Holland, Joshua


Why Is the Conservative Brain More Fearful? The Alternate Reality Right-Wingers Inhabit Is Terrifying

By Joshua Holland
AlterNet

Consider for a moment just how terrifying it must be to live life as a true believer on the right. Reality is scary enough, but the alternative reality inhabited by people who watch Glenn Beck, listen to Rush Limbaugh, or think Michele Bachmann isn't a joke must be nothing less than horrifying.

Research suggests that conservatives are, on average, more susceptible to fear than those who identify themselves as liberals. Looking at MRIs of a large sample of young adults last year, researchers at University College London discovered that “greater conservatism was associated with increased volume of the right amygdala” ($$). The amygdala is an ancient brain structure that's activated during states of fear and anxiety. (The researchers also found that “greater liberalism was associated with increased gray matter volume in the anterior cingulate cortex” – a region in the brain that is believed to help people manage complexity.)

Occupy Activists Try to Shut Down West Coast Ports

By Joshua Holland
AlterNet

On Monday morning, about 500 activists with Occupy Oakland braved a predawn chill to blockade the Port of Oakland, the fifth busiest container port in the United States. The protesters broke up into 3 which which blocked the entrances to several shipyards in the sprawling complex, leaving dozens of trucks idling in line. Police eventually moved in to force open the gates; Oakland Police interim Chief Howard Jordan said that two occupiers were arrested.

The shut-down was part of a coordinated day of action on the West Coast. Protesters also reportedly caused disruptions at ports in Vancouver, Portland and Seattle for at least part of the day (details are sketchy as of press time). Occupiers clashed with police in Long Beach, Seattle Houston and San Diego.

The Right Wing’s Absurd Zombie Lie About The Economy - And Why It's Totally Wrong

By Joshua Holland
AlterNet

Wall Street turned a few million home-loans into what Warren Buffet called "economic weapons of mass destruction," cratered the global economy and then, when the bubble burst, turned around and insisted on a massive bailout courtesy of the American tax-payer.

That rightly infuriated most Americans, but it has nonetheless become something of an article of faith among conservatives that Wall Street bears little blame for the Great Recession. The dominant narrative on the right today is that "big government" is ultimately responsible for the crash. In the words of one of Andrew Breitbart's bloggers, Democratic lawmakers like Barney Frank and Chris Dodd “brought down the banking industry by forcing banks to give loans to people who couldn’t afford them.”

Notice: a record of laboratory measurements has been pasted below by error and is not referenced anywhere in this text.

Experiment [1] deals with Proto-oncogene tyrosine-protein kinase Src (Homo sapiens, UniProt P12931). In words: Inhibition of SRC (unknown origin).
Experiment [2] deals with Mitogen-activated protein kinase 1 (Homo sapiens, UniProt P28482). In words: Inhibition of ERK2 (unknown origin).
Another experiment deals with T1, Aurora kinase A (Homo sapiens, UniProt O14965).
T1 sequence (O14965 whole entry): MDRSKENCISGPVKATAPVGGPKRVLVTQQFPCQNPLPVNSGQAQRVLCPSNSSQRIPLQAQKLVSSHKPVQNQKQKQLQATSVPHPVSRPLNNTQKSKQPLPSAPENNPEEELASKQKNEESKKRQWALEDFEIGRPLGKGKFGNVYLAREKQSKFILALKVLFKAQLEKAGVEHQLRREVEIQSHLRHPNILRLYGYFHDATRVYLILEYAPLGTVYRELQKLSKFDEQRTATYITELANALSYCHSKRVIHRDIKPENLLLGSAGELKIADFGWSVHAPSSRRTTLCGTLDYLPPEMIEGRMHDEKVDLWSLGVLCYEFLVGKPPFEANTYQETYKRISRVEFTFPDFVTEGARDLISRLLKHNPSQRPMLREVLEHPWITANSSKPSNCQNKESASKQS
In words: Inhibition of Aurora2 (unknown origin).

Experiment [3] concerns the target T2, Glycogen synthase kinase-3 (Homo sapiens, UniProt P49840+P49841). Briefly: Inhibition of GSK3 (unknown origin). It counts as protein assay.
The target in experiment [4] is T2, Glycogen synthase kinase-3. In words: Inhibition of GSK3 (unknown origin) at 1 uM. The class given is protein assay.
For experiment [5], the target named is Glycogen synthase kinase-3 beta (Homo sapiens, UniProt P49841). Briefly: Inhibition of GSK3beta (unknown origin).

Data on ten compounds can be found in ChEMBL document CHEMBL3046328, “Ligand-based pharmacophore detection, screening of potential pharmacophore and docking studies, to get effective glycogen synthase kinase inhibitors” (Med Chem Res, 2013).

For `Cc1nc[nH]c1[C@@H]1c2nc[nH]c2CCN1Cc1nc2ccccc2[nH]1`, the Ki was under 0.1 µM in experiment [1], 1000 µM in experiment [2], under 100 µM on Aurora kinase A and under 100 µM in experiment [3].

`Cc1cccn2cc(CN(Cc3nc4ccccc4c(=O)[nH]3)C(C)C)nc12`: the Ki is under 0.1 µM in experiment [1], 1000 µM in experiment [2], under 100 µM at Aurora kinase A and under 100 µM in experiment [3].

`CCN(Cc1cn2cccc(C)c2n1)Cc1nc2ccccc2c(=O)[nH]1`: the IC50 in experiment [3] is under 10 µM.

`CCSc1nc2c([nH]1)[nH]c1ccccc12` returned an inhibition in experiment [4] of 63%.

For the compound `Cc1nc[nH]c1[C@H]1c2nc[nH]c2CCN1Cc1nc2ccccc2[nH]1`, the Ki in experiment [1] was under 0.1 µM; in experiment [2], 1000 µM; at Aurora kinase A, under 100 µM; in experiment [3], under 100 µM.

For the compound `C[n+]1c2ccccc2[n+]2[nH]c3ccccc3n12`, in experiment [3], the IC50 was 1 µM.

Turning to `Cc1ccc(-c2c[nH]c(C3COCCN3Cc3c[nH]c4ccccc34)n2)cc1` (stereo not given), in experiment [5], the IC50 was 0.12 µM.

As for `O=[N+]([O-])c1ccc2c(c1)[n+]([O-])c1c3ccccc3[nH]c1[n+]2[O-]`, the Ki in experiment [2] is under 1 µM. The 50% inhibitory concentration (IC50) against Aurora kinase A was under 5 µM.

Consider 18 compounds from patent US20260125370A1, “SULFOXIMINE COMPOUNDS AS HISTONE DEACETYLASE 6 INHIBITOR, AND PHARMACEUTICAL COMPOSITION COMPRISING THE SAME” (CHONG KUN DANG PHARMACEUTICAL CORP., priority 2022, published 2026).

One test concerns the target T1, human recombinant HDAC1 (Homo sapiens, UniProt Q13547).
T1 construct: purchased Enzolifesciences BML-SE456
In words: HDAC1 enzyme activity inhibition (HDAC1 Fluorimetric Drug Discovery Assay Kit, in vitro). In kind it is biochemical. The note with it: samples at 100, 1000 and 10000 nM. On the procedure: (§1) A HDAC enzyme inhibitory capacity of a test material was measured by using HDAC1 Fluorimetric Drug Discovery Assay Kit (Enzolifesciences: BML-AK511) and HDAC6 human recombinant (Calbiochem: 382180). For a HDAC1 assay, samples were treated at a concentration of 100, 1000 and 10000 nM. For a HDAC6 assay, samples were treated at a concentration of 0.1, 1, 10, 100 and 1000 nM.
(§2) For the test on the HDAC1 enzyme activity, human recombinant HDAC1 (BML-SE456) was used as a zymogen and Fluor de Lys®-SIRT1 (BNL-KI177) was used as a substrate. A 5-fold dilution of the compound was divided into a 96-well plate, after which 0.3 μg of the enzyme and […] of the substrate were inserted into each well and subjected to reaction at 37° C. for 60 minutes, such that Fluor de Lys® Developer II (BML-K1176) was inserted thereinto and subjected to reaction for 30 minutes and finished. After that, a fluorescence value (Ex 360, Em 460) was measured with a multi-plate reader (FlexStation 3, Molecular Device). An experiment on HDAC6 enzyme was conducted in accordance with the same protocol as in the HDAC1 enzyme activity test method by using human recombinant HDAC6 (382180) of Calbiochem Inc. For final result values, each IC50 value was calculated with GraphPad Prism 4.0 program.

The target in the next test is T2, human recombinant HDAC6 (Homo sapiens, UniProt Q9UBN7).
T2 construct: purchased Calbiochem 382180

That such a ludicrous claim could gain such wide traction is a testament to the intellectual debasement of modern conservative discourse. No bank was ever “forced” – or coerced or incentivized by the government in any way – to make a bad loan.

What If Social Services Were Sent to Help Occupations Instead of Riot Cops?

By Joshua Holland
AlterNet

Occupations across the country have struggled to feed and shelter the least fortunate among us, and then faced often violent police crackdowns at great taxpayer expense. Pause for a moment and imagine what might result if mayors sent in social workers to help people rather than riot police to bust some heads?

In a society that tends to avert its gaze from the homeless, the hungry, the addicted and the mentally ill, the Occupy movement's compassion has become an albatross around its neck. “We don't exclude the people at the margins,” one protester at Occupy Oakland told me. “We invite them in and feed them.”

Police Being Sued for Violent Crackdown on Occupy Oakland

By Joshua Holland
AlterNet

The National Lawyers Guild and the American Civil Liberties Union of Northern California filed suit on Monday against the Oakland Police Department, and any local agencies assisting them, for its widespread use of excessive force against Occupy Oakland protesters on October 25 and during the night of November 2.

That OPD has shown contempt for the rule of law in its violent crackdowns on dissent, and departed dramatically from what the department itself views as best practices for balancing public safety and free speech, is evident from the nature of the lawsuit: the civil rights attorneys are trying to compel OPD to follow its own crowd-control policy.

Injury-Free Eviction of Occupy Oakland Proves Cops' Previous Efforts Were Displays of Excessive Force